He continued that Obama's road to the White House was long and fraught with the "indignities" that come from having one's life examined under a political microscope. He cautioned, "If you care about actually making a difference, the payoff of being the president can be extraordinary and satisfying. But the price is high."

    Sen. Booker raised similar concerns that the political environment may be too "toxic" for Oprah to consider public office.

    "A lot of Americans, because of how toxic our political environment is, they don't want to subject themselves or their families to that kind of environment," he said. "Too many people opt out of running for office."

    Still, he repeated that if she were to sacrifice her private life for public service, it would be a boon to the country and the Democratic Party. "At a time [when] our nation needs to be reminded that the lines that divide are nowhere near as strong as the ties that bind us, she has had a spiritual voice, a moral voice in this country awakening that understanding," Booker stressed. "She would bring a lot."

    Republican strategist and author of Mullings, Rich Galen, noted that Oprah could be in for a rude awakening if she decides to heed the call to public service.

    "I think when she gets into this, she is going to realize how very difficult it is, how very unfriendly it is. The roses thrown at her feet in Hollywood or at Harpo are not likely to follow her to the campaign trail," Galen explained. "I suspect that we get down to it, she's going to decide that her life is just fine without all that activity."

    WHAT POLICIES ARE UNDER YOUR SEATS?

    Over the course of her long career, Oprah has carefully avoided taking a hard stand on political issues. Her position on specific issues from immigration and education to national defenses and foreign policy could be as big a surprise as members of The Oprah Winfrey Show audience checking under their seats for a prize.

    While Oprah threw her full support behind Barack Obama in 2008 and gave somewhat less enthusiastic support to Hillary Clinton in 2016, the media mogul has said in the past that she voted for Republicans and Democrats.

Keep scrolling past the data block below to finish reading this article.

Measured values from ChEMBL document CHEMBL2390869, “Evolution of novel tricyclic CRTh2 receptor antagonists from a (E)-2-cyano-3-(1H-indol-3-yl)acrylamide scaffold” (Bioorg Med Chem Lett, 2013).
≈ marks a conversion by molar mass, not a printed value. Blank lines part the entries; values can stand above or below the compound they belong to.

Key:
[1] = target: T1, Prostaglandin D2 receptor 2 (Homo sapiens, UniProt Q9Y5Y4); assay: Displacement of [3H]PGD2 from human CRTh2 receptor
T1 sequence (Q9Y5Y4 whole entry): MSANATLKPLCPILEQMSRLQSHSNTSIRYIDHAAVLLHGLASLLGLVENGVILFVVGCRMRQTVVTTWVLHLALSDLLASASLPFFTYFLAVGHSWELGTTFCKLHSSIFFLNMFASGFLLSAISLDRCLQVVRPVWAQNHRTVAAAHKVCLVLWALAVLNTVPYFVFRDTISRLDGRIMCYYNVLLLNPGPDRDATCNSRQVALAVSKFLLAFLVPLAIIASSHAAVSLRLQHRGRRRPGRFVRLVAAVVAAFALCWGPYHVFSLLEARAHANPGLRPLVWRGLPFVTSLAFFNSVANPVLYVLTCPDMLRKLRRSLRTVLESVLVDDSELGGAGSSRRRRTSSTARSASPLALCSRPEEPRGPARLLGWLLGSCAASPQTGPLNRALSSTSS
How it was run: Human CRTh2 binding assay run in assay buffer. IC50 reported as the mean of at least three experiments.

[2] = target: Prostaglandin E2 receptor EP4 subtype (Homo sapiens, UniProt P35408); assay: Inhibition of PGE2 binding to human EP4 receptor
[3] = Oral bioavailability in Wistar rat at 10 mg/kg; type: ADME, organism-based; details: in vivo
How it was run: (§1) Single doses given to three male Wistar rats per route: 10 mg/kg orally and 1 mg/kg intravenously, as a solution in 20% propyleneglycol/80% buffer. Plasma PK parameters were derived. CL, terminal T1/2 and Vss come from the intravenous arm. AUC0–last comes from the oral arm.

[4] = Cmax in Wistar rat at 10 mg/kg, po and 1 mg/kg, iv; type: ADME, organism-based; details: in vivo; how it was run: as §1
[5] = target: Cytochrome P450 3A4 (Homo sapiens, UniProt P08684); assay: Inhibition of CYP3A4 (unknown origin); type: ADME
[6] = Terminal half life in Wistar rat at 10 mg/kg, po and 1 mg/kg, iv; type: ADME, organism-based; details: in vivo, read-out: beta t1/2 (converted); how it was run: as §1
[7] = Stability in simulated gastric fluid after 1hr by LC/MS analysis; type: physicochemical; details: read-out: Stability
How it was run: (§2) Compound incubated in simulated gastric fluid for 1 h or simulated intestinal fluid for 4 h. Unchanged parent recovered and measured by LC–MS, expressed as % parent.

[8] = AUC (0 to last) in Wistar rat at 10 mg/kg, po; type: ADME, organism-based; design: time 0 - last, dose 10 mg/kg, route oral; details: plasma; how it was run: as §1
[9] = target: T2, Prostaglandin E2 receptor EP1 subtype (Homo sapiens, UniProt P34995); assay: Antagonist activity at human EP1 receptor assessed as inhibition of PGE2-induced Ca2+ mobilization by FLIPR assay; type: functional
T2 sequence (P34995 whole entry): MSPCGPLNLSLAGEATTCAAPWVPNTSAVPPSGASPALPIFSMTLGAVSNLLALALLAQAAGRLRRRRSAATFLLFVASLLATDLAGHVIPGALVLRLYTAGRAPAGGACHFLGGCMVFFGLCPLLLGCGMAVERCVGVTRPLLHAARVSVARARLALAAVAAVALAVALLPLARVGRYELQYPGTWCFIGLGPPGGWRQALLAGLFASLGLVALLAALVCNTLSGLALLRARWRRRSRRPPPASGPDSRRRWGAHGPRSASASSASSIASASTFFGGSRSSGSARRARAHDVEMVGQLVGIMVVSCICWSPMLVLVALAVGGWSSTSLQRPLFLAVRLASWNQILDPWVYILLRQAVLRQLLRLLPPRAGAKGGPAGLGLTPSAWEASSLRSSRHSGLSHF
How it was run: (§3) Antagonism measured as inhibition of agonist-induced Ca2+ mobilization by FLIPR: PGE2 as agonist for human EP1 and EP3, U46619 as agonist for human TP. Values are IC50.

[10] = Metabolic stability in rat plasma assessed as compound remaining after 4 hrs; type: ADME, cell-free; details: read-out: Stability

Now a number of political analysts have begun scouring her record to try to suss out her positions.

    The would-be Democratic candidate received an odd endorsement from neo-conservative political analyst Bill Kristol who took to Twitter to say, "#ImWithHer."

    In a series of follow-up tweets, Kristol pointed to statements that could indicate the Queen of Media has a conservative streak. He even argued that she was "Pro-regime change in Iraq."

    Fiscal conservative Grover Norquist also got on board, quoting Oprah in 2011 apparently criticizing the death tax.

    Her exact positions on certain key policies are fuzzy at best. For example, though Oprah went all-in campaigning for Obama, she was much more reserved when asked to throw her muscle behind an actual policy, his signature health care law.

    In 2009, Obama invited some of Hollywood's top influencers to the White House to discuss how to rally support for the Affordable Care Act or Obamacare. When Oprah got the invite, "It was an immediate, flat-out, unequivocal no," one of the media mogul's close advisers told the New York Post. According to the report, Oprah said she "didn't have the time or inclination to go."

    There are a few broad issues that Oprah has taken a very clear and firm stance on, including forcefully advocating for race and gender equality. She was also among the earliest high-profile supporters of the LGBTQ community in the late 1990s and stood up against harsh criticism for her position.

    Slim on foreign policy experience, Oprah is a well-known philanthropist and has contributed time and money to groups like the International Red Cross, UNICEF, and other international groups. With an estimated net worth of approximately 2.8 billion, Oprah has put millions toward the Oprah Winfrey Leadership Academy in South Africa to promote education.

    According to Inside Philanthropy, the bulk of Oprah's charitable giving has gone to promoting educational causes including charter schools, as well as programs and scholarships to help African-American students get ahead.

    However, according to her own admission, the businesswoman's sheer lack of experience may not matter in an era where a real estate tycoon turned reality TV star can win the highest office. That was Oprah's thinking back in March when she floated the idea of a political career.

    According to Galen, Oprah's lack of experience in politics and policy could end up an unpleasant replay of the early part of Donald Trump's presidency.

    "As we've learned from Donald Trump, your weaknesses are quickly exposed," he said commenting on the president's lack of policy know-how. Oprah, he added, has nor more foreign policy experience than Donald Trump and it's not clear how much she knows about the ins-and-outs of other key issues like health care or education.

    "I don't know that she's the strongest candidate the Democrats are likely to have," Galen added. "But that's not the Republican's problem for about another three years."